Leadership lessons from the frontline in crisis management

There are no silver bullets for leaders when it comes to crisis management, however, there are some crucial steps business leaders should take through the COVID-19 pandemic, according to a former SAS Commanding Officer

One of the most crucial things that employees in any organisation require in times of crisis management – such as the one currently facing many organisations as a result of the COVID-19 pandemic – is information, said Ben Pronk, a former Commanding Officer for the Special Air Service (SAS) Regiment and now course leader for AGSM Adaptive Leadership in a Complex Environment at the UNSW Business School.

In such environments, leaders need to share information as widely and as transparently as possible, and Pronk gave the examples of Wiki-type pages which organisations are setting up as a common, single source of truth for employees and other stakeholders.

Such platforms are “fantastic as a means of sharing that information”, said Pronk, who recently spoke as part of an AGSM webinar on Leading Through Times of Crisis: Resilient people, plans and processes together with UNSW Business School's Professor Nick Wailes, Professor Frederik Anseel and UNSW Medicine's Professor Raina Mcintyre.

The importance of communication

Another important consideration for leaders in crisis management is effective communication, and Pronk observed that “message transmitted does not necessarily mean message received”.

Leaders cannot just fire off and forget their messages, which don’t necessarily sink in the first time they are communicated, he said.

“It may take constant reiteration and constant reassurance to ensure that a workforce is getting the message that we intended,” said Pronk, who said this process is potentially made more complex in virtual environments that have been set up to replace physical events such as ‘town hall’ meetings.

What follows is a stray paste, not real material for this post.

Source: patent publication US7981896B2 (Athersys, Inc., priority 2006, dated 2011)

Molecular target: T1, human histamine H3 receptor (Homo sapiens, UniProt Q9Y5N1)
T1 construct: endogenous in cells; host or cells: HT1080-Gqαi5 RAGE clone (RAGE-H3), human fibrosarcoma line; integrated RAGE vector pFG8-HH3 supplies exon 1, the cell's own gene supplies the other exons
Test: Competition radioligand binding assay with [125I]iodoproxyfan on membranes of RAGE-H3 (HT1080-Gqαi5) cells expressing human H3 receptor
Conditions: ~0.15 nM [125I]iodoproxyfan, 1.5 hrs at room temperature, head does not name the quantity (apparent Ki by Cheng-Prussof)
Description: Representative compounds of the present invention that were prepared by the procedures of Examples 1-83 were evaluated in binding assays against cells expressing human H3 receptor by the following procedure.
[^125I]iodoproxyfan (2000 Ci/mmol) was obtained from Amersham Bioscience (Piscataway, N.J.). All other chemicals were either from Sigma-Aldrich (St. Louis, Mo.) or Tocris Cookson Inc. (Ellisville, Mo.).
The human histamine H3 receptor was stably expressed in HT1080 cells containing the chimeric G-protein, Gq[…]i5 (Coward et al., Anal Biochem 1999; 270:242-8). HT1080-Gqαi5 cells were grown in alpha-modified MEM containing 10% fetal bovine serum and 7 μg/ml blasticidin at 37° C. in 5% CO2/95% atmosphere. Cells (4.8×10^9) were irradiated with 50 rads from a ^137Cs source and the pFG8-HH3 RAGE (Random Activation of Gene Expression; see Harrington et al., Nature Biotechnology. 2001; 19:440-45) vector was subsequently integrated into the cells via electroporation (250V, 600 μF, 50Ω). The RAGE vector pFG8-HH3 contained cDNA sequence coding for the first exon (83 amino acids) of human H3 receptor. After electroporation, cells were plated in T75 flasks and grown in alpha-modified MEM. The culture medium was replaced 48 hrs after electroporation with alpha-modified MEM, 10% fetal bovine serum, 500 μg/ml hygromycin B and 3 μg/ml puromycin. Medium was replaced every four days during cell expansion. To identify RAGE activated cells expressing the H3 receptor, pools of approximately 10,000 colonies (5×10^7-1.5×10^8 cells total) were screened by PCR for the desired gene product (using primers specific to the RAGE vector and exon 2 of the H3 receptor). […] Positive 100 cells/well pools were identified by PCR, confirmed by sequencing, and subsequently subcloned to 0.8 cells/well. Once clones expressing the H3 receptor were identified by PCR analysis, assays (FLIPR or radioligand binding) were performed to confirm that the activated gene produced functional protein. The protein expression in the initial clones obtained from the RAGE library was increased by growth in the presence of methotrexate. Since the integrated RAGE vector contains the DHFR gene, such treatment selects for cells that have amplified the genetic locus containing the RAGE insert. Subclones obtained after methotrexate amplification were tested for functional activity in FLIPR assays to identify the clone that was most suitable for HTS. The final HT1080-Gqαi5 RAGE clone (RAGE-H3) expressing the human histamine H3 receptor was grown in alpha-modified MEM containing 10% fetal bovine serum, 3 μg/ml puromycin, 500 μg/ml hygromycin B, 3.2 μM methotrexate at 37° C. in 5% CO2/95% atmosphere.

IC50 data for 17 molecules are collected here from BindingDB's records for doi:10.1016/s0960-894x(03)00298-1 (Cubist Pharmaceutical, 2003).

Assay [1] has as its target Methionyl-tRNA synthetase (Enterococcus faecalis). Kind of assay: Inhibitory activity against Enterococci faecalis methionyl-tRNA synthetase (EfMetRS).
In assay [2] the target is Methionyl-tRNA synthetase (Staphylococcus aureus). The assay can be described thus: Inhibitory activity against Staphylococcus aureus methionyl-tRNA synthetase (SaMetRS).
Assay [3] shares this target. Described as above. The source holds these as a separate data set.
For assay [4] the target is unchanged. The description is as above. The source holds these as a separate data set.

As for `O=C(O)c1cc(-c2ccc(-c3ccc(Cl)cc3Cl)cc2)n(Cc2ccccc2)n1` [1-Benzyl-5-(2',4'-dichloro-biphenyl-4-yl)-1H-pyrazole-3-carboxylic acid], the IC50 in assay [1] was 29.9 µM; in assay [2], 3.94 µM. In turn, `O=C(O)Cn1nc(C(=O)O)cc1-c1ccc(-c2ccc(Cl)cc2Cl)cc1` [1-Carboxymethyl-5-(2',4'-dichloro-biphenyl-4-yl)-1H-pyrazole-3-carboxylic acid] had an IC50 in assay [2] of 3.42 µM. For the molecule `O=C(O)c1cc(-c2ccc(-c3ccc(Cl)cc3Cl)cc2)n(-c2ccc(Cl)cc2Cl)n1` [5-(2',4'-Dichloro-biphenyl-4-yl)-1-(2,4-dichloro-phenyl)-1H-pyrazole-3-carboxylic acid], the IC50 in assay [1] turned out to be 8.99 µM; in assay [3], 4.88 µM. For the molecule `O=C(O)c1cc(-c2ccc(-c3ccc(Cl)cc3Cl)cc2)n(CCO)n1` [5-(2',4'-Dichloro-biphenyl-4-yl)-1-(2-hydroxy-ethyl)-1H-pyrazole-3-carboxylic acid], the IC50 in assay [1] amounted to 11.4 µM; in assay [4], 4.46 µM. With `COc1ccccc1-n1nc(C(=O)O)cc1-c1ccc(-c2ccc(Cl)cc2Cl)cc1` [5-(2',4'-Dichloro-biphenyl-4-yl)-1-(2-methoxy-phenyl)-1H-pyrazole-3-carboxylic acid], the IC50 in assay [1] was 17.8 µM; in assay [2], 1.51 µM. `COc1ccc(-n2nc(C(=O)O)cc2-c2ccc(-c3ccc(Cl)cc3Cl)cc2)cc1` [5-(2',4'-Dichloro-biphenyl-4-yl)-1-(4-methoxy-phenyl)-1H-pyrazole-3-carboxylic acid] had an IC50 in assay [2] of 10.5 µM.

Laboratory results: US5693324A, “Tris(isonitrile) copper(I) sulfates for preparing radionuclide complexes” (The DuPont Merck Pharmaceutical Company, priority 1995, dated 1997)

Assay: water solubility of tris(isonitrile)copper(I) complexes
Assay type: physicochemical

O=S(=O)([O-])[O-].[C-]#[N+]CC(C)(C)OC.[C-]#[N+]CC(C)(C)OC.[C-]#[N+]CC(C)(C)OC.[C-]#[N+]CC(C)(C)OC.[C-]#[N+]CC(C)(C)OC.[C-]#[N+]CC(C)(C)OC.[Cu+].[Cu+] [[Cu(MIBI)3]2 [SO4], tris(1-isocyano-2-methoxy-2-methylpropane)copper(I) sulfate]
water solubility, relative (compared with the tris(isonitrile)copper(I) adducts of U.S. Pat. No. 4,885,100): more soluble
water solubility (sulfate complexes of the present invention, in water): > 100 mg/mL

As such, it is important for senior leaders to potentially set aside more time in making themselves accessible to employees when necessary.

“It will probably mean saying the same thing more than once, and it will probably mean dealing with some fairly emotional [people] and maybe a little bit of angst in terms of the questioning and the engagement,” said Pronk, who was decorated for leadership in action during his 24-year career in the Australian Army.

“This is necessary if we want to ensure that our followers have the reassurance that they’re going to need in this unsettling time.”

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Norsk Hydro went on the front foot with communication after a cyberattack and reaped a number of benefits. Image source: Shutterstock

Case studies of Toll Group and Norsk Hydro

Pronk gave the example of two companies who have recently been through crisis management experiences of their own: transport and logistics provider Toll Group, and aluminium company Norsk Hydro.

Both organisations have experienced extensive cyberattacks recently, but the way they handled them was markedly different.

The attack on Norsk Hydro affected its entire global organisation, with a business area in extruded solutions suffering the most significant operational challenges and financial losses – which eventually approached US$71 million in total.

Importantly, Norsk Hydro went on the front foot and decided it would be fully open about the breach – a decision which went against the usual secretive approach most organisations adopt after getting hacked.

Senior staff hosted daily webcasts with Q&A time for employees, clients and other parties, while executives held daily press conferences, posted updates to Facebook and invited journalists to see how the company was responding.

“Norsk Hydro, from all reports, hasn’t lost a single key client as a result of the situation,” said Pronk.

“Toll, on the other hand, haven’t fared so well in that regard.”

The cyberattack on Toll has been regarded as the most significant in Australian corporate history, and it caused significant and costly disruption to its operations as the company needed to shut down up to 500 applications that supported its operations across 25 countries.